This year, officials who were expected to move posts but ended up running for second terms include Tver Governor Igor Rudenya and Tula Governor Alexei Dyumin, one of Putin’s former bodyguards. Meanwhile, Anton Vaino, Putin’s chief of staff, holds the record for the longest time spent in the position. It was expected that the State Duma elections would restart the stalled process of career progression, but so far, the trend of conservation remains.

Under the unwritten rules of the Russian power vertical, when officials stepped down from a job they had performed satisfactorily, they were offered a new position that carried at least as much influence as the previous role, if not more. But in recent years, the number of those people has far exceeded the influential positions available.

Vorobyov and Minnikhanov—and especially Sobyanin—will all require very senior posts once they step down. Instead of getting bogged down in complex internal bargaining, the Kremlin has chosen to preserve the status quo. The problem is that even this solution still makes losers of those who aspired to succeed the incumbents: there were rumors, for example, that the position of Moscow mayor had been promised to First Deputy Chief of Staff Sergei Kiriyenko.

The flaws of this approach are plain to see, but they are ignored because it works for the president: this way, he can avoid making difficult decisions, or at least put them off, and remain on the sidelines of complex negotiations and bargaining within his inner circle.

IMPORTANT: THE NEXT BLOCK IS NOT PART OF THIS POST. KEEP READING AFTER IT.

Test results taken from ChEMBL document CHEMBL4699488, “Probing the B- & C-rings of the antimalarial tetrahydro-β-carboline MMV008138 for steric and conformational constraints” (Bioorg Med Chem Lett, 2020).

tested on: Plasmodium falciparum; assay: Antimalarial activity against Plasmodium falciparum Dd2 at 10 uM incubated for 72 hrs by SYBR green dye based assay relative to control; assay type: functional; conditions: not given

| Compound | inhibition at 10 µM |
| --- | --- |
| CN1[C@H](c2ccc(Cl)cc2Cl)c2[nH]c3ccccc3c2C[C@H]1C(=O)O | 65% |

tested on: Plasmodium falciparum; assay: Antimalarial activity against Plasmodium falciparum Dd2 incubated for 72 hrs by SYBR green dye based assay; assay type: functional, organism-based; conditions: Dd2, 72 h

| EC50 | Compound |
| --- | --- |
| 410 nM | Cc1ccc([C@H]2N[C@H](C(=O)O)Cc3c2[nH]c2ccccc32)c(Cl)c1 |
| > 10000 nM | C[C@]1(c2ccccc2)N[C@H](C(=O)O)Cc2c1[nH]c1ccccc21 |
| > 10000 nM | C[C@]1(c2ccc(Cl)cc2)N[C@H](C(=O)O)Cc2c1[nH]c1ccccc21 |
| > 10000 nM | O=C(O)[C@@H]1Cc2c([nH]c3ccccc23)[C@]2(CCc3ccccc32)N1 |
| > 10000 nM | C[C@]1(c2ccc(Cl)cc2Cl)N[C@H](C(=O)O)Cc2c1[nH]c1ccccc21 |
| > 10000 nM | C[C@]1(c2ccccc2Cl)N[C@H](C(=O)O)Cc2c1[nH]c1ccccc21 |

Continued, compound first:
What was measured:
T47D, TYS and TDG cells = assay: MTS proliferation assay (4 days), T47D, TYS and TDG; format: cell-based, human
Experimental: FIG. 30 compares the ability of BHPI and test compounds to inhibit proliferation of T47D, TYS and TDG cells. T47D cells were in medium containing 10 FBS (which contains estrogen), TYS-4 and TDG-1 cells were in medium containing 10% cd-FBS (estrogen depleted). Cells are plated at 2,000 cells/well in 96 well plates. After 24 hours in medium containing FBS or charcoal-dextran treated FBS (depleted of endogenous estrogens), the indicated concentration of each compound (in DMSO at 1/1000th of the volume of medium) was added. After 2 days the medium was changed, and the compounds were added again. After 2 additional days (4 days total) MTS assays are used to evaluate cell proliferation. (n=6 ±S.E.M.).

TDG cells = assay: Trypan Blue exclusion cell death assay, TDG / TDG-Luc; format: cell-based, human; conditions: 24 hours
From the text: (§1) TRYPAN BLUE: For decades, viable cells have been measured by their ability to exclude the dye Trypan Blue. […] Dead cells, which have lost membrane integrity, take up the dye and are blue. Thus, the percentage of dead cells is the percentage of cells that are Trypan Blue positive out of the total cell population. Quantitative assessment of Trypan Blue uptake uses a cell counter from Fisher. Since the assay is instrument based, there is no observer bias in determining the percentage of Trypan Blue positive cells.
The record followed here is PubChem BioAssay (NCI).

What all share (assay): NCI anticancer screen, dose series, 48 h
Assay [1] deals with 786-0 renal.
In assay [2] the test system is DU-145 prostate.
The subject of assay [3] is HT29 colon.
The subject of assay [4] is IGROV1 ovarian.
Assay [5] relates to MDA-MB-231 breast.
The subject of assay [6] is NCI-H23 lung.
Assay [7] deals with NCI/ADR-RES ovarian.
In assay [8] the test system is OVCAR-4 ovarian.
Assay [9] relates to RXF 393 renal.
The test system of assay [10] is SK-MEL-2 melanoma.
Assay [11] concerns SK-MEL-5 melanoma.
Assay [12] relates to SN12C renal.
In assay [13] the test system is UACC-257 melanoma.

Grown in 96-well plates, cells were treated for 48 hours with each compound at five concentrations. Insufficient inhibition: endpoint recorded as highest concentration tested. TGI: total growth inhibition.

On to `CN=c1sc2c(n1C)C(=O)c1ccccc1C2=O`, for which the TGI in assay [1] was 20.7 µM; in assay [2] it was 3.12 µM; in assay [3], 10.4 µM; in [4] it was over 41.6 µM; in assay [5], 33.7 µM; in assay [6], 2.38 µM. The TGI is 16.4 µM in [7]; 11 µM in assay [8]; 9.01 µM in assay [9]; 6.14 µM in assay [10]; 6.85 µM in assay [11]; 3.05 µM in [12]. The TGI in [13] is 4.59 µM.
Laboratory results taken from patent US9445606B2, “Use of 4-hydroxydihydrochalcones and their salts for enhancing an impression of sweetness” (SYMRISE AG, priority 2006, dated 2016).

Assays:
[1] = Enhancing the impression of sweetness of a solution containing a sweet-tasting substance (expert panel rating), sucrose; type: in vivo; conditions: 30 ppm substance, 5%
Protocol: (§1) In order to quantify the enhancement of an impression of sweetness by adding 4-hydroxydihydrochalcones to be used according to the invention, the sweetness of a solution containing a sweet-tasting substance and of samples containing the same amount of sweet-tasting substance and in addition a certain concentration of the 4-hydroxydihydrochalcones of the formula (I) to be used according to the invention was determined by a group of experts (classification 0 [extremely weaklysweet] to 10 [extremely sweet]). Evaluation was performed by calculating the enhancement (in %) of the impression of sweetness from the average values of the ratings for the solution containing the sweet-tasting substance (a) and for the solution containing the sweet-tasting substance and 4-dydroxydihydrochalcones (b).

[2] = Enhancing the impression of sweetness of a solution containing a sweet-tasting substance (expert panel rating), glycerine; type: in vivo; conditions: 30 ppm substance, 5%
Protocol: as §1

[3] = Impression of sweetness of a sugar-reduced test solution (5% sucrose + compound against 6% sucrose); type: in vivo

The reason for Putin’s reluctance to get take action lies in the upcoming presidential election in 2024. Putin has already said that he does not want to give a false start to the power transition in order to prevent those around him from looking around for a successor. Leaving people in the same jobs should preclude any talk of the power transition. With no movement of personnel, no one can be tipped as Putin’s successor, nor can there be talk of the rise or fall of any one group.

Yet this career stagnation is not good for the overall system. Those working within it no longer understand when to start lobbying or talks; there is nothing to guide them anymore, no timeframes. Putin has broken the compass that the elites were using to find their way. Accordingly, various groups and individuals with their eyes on more important posts are losing hope and motivation, meaning the power vertical is losing its internal energy. At the same time, there is no guarantee that the status quo will continue. The president may be able to put off making decisions, but he can’t stop making them altogether.

The path of career progression within the power vertical has stopped being predictable, and has turned into a labyrinth with no windows of opportunity offered by reshuffles. Putin has built this labyrinth to ensure that those members of the elite—and observers—casting around for a successor get lost in the intricate layout of its corridors. But the longer the backlog of appointments and the more decisions are put off, the more obvious the head of state’s efforts to cover up any signs of the power transition. After all, if the president is doing everything he can to demonstrate his antipathy for the transition, that means he must be planning something. The labyrinth is starting to close in on its own architect.

By:
  • Andrey Pertsev